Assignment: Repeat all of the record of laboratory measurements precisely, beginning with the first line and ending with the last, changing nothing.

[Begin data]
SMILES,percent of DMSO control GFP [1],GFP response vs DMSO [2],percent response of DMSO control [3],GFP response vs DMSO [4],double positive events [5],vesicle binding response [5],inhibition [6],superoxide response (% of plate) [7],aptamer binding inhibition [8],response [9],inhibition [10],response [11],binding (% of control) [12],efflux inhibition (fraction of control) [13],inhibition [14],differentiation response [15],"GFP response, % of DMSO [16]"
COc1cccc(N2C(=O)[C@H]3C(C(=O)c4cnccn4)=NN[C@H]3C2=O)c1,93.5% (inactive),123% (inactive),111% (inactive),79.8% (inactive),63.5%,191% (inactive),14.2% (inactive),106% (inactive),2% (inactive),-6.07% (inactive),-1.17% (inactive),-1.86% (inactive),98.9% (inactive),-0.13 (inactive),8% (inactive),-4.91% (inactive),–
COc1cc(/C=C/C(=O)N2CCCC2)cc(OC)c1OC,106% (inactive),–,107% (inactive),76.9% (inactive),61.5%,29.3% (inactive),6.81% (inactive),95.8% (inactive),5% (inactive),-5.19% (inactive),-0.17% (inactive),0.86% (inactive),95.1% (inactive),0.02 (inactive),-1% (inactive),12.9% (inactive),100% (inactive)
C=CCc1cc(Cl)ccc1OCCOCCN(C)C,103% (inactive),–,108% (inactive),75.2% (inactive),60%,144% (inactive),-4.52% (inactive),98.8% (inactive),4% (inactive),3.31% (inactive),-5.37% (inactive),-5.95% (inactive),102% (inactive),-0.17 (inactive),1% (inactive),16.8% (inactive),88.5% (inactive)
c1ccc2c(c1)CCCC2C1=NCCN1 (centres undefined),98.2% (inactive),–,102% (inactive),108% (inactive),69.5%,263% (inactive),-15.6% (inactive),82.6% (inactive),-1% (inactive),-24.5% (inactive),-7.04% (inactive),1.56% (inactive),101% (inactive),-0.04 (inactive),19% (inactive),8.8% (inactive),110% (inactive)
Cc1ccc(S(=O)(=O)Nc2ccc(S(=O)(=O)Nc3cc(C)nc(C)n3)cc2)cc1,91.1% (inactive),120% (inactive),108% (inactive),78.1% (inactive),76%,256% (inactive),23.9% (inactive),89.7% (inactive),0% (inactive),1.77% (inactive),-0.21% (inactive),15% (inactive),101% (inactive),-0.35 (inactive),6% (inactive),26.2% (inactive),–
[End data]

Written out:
SMILES,percent of DMSO control GFP [1],GFP response vs DMSO [2],percent response of DMSO control [3],GFP response vs DMSO [4],double positive events [5],vesicle binding response [5],inhibition [6],superoxide response (% of plate) [7],aptamer binding inhibition [8],response [9],inhibition [10],response [11],binding (% of control) [12],efflux inhibition (fraction of control) [13],inhibition [14],differentiation response [15],"GFP response, % of DMSO [16]"
COc1cccc(N2C(=O)[C@H]3C(C(=O)c4cnccn4)=NN[C@H]3C2=O)c1,93.5% (inactive),123% (inactive),111% (inactive),79.8% (inactive),63.5%,191% (inactive),14.2% (inactive),106% (inactive),2% (inactive),-6.07% (inactive),-1.17% (inactive),-1.86% (inactive),98.9% (inactive),-0.13 (inactive),8% (inactive),-4.91% (inactive),–
COc1cc(/C=C/C(=O)N2CCCC2)cc(OC)c1OC,106% (inactive),–,107% (inactive),76.9% (inactive),61.5%,29.3% (inactive),6.81% (inactive),95.8% (inactive),5% (inactive),-5.19% (inactive),-0.17% (inactive),0.86% (inactive),95.1% (inactive),0.02 (inactive),-1% (inactive),12.9% (inactive),100% (inactive)
C=CCc1cc(Cl)ccc1OCCOCCN(C)C,103% (inactive),–,108% (inactive),75.2% (inactive),60%,144% (inactive),-4.52% (inactive),98.8% (inactive),4% (inactive),3.31% (inactive),-5.37% (inactive),-5.95% (inactive),102% (inactive),-0.17 (inactive),1% (inactive),16.8% (inactive),88.5% (inactive)
c1ccc2c(c1)CCCC2C1=NCCN1 (centres undefined),98.2% (inactive),–,102% (inactive),108% (inactive),69.5%,263% (inactive),-15.6% (inactive),82.6% (inactive),-1% (inactive),-24.5% (inactive),-7.04% (inactive),1.56% (inactive),101% (inactive),-0.04 (inactive),19% (inactive),8.8% (inactive),110% (inactive)
Cc1ccc(S(=O)(=O)Nc2ccc(S(=O)(=O)Nc3cc(C)nc(C)n3)cc2)cc1,91.1% (inactive),120% (inactive),108% (inactive),78.1% (inactive),76%,256% (inactive),23.9% (inactive),89.7% (inactive),0% (inactive),1.77% (inactive),-0.21% (inactive),15% (inactive),101% (inactive),-0.35 (inactive),6% (inactive),26.2% (inactive),–